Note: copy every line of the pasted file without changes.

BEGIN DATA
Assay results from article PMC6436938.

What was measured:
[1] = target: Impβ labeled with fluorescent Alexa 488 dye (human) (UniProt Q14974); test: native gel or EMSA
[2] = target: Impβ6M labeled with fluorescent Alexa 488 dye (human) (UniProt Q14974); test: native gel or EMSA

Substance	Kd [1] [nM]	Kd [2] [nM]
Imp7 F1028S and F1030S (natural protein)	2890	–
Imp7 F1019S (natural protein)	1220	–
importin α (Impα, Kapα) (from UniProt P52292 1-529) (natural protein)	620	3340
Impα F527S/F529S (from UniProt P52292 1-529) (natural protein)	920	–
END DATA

Assay results from article PMC6436938.

What was measured:
[1] = target: Impβ labeled with fluorescent Alexa 488 dye (human) (UniProt Q14974); test: native gel or EMSA
[2] = target: Impβ6M labeled with fluorescent Alexa 488 dye (human) (UniProt Q14974); test: native gel or EMSA

Substance	Kd [1] [nM]	Kd [2] [nM]
Imp7 F1028S and F1030S (natural protein)	2890	–
Imp7 F1019S (natural protein)	1220	–
importin α (Impα, Kapα) (from UniProt P52292 1-529) (natural protein)	620	3340
Impα F527S/F529S (from UniProt P52292 1-529) (natural protein)	920	–